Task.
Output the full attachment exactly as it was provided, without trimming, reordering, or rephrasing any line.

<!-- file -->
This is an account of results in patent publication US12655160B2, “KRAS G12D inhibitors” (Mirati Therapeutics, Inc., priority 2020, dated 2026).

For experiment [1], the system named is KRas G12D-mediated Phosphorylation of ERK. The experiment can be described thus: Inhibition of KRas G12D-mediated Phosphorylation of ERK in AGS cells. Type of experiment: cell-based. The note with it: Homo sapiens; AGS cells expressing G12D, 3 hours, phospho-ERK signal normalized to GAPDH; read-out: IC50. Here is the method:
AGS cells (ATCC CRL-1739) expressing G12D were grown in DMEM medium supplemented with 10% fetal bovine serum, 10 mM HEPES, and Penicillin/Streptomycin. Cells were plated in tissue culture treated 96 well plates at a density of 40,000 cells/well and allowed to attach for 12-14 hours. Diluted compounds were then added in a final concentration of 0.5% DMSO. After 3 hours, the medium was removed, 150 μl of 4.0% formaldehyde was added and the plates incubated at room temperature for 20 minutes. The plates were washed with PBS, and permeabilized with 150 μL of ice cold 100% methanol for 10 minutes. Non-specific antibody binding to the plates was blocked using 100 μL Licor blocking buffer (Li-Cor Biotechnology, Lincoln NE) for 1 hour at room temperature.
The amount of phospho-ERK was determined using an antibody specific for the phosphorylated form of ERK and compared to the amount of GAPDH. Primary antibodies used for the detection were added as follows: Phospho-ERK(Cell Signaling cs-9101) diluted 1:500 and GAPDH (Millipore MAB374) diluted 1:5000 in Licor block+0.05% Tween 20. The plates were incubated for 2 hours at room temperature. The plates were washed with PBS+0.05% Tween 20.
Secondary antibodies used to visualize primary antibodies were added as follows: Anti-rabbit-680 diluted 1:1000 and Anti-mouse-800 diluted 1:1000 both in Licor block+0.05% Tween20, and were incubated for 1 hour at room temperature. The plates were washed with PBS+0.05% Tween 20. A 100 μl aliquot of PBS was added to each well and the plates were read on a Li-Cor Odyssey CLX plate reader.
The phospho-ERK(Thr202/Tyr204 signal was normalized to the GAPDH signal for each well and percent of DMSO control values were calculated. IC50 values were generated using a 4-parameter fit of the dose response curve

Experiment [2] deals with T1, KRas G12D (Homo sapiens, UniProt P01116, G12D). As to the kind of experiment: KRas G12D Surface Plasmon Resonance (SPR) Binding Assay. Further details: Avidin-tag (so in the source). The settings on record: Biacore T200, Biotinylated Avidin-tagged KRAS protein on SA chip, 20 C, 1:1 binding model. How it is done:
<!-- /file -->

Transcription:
This is an account of results in patent publication US12655160B2, “KRAS G12D inhibitors” (Mirati Therapeutics, Inc., priority 2020, dated 2026).

For experiment [1], the system named is KRas G12D-mediated Phosphorylation of ERK. The experiment can be described thus: Inhibition of KRas G12D-mediated Phosphorylation of ERK in AGS cells. Type of experiment: cell-based. The note with it: Homo sapiens; AGS cells expressing G12D, 3 hours, phospho-ERK signal normalized to GAPDH; read-out: IC50. Here is the method:
AGS cells (ATCC CRL-1739) expressing G12D were grown in DMEM medium supplemented with 10% fetal bovine serum, 10 mM HEPES, and Penicillin/Streptomycin. Cells were plated in tissue culture treated 96 well plates at a density of 40,000 cells/well and allowed to attach for 12-14 hours. Diluted compounds were then added in a final concentration of 0.5% DMSO. After 3 hours, the medium was removed, 150 μl of 4.0% formaldehyde was added and the plates incubated at room temperature for 20 minutes. The plates were washed with PBS, and permeabilized with 150 μL of ice cold 100% methanol for 10 minutes. Non-specific antibody binding to the plates was blocked using 100 μL Licor blocking buffer (Li-Cor Biotechnology, Lincoln NE) for 1 hour at room temperature.
The amount of phospho-ERK was determined using an antibody specific for the phosphorylated form of ERK and compared to the amount of GAPDH. Primary antibodies used for the detection were added as follows: Phospho-ERK(Cell Signaling cs-9101) diluted 1:500 and GAPDH (Millipore MAB374) diluted 1:5000 in Licor block+0.05% Tween 20. The plates were incubated for 2 hours at room temperature. The plates were washed with PBS+0.05% Tween 20.
Secondary antibodies used to visualize primary antibodies were added as follows: Anti-rabbit-680 diluted 1:1000 and Anti-mouse-800 diluted 1:1000 both in Licor block+0.05% Tween20, and were incubated for 1 hour at room temperature. The plates were washed with PBS+0.05% Tween 20. A 100 μl aliquot of PBS was added to each well and the plates were read on a Li-Cor Odyssey CLX plate reader.
The phospho-ERK(Thr202/Tyr204 signal was normalized to the GAPDH signal for each well and percent of DMSO control values were calculated. IC50 values were generated using a 4-parameter fit of the dose response curve

Experiment [2] deals with T1, KRas G12D (Homo sapiens, UniProt P01116, G12D). As to the kind of experiment: KRas G12D Surface Plasmon Resonance (SPR) Binding Assay. Further details: Avidin-tag (so in the source). The settings on record: Biacore T200, Biotinylated Avidin-tagged KRAS protein on SA chip, 20 C, 1:1 binding model. How it is done: